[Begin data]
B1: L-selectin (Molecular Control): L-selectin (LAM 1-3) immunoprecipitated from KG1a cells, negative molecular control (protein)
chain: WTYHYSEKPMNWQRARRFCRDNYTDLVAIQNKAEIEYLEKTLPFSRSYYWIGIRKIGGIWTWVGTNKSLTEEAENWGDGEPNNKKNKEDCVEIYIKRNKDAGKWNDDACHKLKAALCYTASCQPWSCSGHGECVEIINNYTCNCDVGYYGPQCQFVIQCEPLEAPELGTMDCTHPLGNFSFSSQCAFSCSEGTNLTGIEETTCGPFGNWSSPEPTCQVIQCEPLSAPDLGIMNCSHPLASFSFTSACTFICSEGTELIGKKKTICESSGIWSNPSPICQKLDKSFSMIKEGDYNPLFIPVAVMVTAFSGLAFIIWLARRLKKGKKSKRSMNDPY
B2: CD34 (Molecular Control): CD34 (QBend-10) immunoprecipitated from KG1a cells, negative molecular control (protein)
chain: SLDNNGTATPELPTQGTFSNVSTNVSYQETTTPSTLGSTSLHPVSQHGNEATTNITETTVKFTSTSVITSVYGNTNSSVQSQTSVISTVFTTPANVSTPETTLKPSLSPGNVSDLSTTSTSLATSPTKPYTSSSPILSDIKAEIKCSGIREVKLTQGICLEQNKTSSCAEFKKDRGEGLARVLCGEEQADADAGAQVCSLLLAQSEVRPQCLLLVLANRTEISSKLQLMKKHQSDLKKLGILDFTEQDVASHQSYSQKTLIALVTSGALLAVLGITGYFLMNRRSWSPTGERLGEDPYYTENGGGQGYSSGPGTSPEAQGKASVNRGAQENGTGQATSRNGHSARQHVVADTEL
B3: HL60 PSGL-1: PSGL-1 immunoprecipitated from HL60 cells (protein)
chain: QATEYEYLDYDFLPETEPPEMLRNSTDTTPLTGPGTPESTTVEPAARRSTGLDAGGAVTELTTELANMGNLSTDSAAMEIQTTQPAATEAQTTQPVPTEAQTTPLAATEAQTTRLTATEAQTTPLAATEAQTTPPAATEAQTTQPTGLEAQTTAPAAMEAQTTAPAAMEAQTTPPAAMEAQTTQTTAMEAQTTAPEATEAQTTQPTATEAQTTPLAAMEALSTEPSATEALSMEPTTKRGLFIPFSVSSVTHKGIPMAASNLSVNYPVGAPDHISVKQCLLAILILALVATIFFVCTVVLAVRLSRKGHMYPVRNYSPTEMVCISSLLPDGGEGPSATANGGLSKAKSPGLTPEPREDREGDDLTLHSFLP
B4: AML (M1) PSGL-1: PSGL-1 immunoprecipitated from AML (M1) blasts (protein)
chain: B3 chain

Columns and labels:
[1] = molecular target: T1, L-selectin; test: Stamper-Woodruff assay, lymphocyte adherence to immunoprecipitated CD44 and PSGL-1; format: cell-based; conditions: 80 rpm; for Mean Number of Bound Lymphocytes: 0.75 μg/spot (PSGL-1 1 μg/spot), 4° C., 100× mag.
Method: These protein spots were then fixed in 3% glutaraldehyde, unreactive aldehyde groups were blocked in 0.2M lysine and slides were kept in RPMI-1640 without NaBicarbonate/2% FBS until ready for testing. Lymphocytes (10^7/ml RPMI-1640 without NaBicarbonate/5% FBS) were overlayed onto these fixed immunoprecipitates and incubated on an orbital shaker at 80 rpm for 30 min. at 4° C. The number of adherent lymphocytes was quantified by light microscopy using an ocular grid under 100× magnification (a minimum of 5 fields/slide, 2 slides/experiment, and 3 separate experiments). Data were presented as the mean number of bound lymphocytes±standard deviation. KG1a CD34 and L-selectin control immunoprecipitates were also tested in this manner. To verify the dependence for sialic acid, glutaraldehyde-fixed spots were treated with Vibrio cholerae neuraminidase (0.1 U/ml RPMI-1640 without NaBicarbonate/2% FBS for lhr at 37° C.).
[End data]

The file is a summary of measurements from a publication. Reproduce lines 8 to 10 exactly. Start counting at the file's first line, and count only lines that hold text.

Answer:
chain: B3 chain

Columns and labels:
[1] = molecular target: T1, L-selectin; test: Stamper-Woodruff assay, lymphocyte adherence to immunoprecipitated CD44 and PSGL-1; format: cell-based; conditions: 80 rpm; for Mean Number of Bound Lymphocytes: 0.75 μg/spot (PSGL-1 1 μg/spot), 4° C., 100× mag.